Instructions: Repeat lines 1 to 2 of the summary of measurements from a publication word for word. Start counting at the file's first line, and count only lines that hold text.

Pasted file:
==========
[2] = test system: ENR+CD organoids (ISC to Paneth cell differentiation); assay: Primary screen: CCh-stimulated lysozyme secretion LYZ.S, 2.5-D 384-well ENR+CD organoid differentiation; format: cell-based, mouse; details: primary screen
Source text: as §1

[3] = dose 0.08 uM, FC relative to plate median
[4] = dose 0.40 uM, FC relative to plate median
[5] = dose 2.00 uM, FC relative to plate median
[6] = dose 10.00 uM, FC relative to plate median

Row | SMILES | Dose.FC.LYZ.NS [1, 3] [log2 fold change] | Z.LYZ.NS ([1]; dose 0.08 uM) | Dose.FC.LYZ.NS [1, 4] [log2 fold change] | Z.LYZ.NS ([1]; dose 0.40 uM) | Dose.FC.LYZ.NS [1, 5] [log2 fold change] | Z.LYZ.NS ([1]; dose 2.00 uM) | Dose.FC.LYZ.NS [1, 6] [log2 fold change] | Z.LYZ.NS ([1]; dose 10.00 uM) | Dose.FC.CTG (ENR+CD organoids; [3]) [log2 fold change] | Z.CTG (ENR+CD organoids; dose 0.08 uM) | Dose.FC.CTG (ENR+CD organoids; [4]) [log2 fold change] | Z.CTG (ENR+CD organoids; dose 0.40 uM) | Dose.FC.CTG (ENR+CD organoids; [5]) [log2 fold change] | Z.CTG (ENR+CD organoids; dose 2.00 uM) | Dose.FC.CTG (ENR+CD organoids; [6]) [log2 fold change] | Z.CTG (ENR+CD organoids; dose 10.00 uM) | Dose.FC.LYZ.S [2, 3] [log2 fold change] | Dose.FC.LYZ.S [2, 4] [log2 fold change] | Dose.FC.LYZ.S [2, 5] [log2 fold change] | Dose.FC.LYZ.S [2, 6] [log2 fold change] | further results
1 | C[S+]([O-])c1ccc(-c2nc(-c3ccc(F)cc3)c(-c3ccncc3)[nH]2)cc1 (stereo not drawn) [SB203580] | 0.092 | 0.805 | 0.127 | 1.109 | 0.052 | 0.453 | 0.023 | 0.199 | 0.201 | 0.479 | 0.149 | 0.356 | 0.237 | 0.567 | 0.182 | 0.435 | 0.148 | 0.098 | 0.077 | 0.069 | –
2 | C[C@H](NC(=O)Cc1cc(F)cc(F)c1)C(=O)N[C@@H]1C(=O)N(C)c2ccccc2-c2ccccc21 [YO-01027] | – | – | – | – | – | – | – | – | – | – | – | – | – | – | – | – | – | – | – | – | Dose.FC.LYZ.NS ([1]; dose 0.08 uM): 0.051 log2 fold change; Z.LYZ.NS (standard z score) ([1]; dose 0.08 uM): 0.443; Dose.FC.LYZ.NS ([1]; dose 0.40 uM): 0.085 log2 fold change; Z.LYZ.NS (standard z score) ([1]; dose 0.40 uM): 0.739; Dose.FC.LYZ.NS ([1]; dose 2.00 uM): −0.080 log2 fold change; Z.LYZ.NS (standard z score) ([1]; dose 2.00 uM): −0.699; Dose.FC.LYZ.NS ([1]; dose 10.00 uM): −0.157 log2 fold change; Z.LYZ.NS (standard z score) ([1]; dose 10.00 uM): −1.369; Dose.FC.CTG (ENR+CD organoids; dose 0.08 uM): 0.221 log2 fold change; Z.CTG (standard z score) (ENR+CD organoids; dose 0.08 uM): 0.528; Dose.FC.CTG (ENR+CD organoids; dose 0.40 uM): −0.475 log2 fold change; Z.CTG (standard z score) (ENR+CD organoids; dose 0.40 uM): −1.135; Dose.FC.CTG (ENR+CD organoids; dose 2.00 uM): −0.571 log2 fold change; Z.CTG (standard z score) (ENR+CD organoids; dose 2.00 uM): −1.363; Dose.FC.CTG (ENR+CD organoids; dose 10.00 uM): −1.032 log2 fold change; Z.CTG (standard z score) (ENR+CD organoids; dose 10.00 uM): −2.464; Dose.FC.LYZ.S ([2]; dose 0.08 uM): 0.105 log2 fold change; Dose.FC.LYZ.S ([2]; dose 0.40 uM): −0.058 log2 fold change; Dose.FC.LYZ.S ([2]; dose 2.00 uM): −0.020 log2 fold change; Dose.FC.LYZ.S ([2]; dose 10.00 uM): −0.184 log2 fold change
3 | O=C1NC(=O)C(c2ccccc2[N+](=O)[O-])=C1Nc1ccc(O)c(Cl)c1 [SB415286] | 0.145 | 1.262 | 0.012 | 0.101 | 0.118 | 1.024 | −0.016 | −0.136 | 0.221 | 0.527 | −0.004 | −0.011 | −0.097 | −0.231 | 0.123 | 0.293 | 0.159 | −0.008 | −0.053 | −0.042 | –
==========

[2] = test system: ENR+CD organoids (ISC to Paneth cell differentiation); assay: Primary screen: CCh-stimulated lysozyme secretion LYZ.S, 2.5-D 384-well ENR+CD organoid differentiation; format: cell-based, mouse; details: primary screen
Source text: as §1